By: Jay A. Andrew
Determining who becomes guardian of a child in the unfortunate event that their parents pass away is an important decision. While parents have the right to make such decisions during their estate planning process, not everyone makes these preparations, and that leaves the decision of who raises the children up to the court. Illinois law guides the court as well as it can, providing general provisions for who qualifies to become a guardian in the Probate Act of 1975.
How the Judge Chooses a Guardian
Illinois law provides considerable freedom to judges in choosing who assumes guardianship of a minor, although the law does place some general restrictions on the court. The guardian chosen must be over 18, a resident of the United States, not convicted of a felony and of sound mind.
For most judges the question is decided by what is in the minor’s best interests of the minor child. The act often repeats that phrase, “the minor’s best interests,” stating that it should guide the judge’s decisions as to who assumes the role of guardian.
The procedure for the choice of guardian starts with the notification of interested persons, usually close family members, that the court will appoint a guardian. People may then petition the court to act as guardian for the minor, and the court will weigh the evidence and use its judgment to try to determine who can best raise the child. Minors over the age of 14 also have the option to nominate their own guardian, subject to review by the court. While these proceedings can often go smoothly and amicably, they can also be more acrimonious, depending on the family relationships involved.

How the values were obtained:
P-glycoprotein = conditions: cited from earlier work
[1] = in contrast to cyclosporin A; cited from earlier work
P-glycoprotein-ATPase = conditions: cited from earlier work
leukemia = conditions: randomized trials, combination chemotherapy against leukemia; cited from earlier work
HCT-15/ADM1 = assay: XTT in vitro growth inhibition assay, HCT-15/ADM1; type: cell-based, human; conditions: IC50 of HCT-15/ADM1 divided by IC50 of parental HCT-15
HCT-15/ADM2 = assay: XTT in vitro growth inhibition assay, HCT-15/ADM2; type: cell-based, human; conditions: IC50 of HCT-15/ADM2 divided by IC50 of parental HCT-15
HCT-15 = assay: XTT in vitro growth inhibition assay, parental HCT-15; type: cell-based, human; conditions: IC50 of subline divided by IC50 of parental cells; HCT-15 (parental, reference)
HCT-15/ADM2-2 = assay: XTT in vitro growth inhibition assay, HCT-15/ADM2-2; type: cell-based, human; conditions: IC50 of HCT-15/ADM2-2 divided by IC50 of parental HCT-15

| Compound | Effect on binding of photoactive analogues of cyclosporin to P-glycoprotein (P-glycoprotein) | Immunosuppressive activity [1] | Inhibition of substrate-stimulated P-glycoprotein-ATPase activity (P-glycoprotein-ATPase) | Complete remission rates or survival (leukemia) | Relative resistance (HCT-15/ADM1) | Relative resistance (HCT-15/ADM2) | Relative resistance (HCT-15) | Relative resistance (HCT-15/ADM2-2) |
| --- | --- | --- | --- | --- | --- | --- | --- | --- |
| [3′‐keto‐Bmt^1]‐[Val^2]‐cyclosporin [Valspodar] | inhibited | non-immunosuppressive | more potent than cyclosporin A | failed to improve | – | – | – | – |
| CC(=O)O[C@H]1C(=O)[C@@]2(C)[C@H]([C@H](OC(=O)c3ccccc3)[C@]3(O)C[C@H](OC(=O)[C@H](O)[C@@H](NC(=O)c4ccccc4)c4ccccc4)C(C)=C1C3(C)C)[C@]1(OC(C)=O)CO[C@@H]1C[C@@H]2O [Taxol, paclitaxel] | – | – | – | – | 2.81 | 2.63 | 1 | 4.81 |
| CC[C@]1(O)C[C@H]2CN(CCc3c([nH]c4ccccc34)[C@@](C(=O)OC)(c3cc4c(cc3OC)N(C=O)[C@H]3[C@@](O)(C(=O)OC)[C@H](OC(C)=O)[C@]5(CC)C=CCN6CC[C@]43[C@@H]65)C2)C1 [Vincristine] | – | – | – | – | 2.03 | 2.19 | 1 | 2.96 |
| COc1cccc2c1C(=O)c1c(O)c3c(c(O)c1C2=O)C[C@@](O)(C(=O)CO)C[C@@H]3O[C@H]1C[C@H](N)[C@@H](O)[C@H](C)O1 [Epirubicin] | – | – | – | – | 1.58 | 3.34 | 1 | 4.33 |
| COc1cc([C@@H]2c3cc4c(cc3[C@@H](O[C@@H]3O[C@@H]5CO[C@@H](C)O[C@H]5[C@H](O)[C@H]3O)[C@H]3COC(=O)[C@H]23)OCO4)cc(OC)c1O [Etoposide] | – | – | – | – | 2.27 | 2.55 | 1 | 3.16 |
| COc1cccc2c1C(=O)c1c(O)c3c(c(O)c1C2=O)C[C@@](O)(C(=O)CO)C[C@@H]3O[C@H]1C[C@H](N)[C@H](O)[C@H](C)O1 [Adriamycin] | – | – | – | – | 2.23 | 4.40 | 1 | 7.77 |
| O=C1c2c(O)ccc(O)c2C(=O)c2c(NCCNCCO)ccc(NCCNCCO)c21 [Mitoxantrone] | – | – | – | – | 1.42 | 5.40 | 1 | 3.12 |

If you are a parent and haven’t made provisions for guardianship of your children you should consider whether or not you want a judge that has never met you and barely met your child to make the determination of what is in their best interests.
Other complicating factors that an estate planning attorney can help you work through are disabled children, learning disabled children, how to keep all of the children together and how to manage combined families along with many other issues that are part of the modern family.
How to Avoid the Guardianship Proceedings
In order to avoid a drawn-out court battle, parents can take control of the situation. Illinois law gives parents the opportunity to name a guardian during their lifetime either in their will, or in a separate document. While the court still reviews this choice, the parents get much more control over their child’s future if they appoint a guardian. Rather than making the court guess at who would best raise the child, it can take the parents’ preferences into account, only overruling them if it finds “good cause” that the parents’ appointment would not be in the minor’s best interest.
If you are thinking about preparing a Will, or want to ensure the future security of your children, contact a Chicago estate planning lawyer today. We serve many northwest suburban areas including Arlington Heights, Schaumburg, Buffalo Grove, Palatine, Rolling Meadows, and other nearby communities.